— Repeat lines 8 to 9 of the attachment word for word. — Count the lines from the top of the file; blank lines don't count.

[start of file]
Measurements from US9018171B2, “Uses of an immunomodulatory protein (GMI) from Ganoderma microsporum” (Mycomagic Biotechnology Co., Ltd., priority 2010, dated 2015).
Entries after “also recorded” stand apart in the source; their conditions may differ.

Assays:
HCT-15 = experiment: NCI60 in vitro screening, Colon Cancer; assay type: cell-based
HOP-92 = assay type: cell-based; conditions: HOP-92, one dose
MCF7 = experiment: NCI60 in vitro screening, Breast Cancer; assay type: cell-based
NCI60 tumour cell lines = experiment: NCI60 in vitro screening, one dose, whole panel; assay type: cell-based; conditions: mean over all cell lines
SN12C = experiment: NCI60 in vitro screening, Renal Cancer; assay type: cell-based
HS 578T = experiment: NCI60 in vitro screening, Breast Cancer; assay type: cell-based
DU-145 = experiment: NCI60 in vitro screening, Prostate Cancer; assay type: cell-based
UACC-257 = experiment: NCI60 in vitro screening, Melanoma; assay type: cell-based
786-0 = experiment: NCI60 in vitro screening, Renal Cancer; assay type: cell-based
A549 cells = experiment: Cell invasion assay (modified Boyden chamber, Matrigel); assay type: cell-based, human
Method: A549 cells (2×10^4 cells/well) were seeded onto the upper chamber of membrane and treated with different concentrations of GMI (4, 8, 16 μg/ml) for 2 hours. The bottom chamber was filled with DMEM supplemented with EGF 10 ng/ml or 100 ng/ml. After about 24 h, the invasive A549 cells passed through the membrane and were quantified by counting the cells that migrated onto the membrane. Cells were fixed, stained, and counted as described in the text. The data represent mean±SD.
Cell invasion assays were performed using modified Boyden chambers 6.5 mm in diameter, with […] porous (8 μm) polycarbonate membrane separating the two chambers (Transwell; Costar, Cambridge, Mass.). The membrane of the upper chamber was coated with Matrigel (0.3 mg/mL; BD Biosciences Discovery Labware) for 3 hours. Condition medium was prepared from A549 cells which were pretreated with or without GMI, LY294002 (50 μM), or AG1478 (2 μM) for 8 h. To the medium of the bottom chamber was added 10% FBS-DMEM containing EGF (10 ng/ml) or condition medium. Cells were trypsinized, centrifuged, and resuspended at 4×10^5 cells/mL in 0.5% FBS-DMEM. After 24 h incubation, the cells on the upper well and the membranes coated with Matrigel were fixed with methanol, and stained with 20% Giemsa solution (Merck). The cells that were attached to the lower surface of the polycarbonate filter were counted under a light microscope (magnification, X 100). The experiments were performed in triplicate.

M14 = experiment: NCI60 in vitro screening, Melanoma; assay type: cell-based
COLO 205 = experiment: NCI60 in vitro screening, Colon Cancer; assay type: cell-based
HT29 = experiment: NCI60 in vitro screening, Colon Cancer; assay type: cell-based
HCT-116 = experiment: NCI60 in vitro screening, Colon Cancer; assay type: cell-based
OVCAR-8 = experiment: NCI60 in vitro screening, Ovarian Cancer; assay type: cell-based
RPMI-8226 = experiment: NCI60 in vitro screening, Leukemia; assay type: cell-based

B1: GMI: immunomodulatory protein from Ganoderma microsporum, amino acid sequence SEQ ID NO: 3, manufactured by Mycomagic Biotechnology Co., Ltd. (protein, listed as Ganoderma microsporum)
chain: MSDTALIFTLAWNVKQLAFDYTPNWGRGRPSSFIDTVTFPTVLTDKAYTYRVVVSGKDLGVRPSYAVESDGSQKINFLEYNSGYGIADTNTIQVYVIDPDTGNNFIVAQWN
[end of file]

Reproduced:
SN12C = experiment: NCI60 in vitro screening, Renal Cancer; assay type: cell-based
HS 578T = experiment: NCI60 in vitro screening, Breast Cancer; assay type: cell-based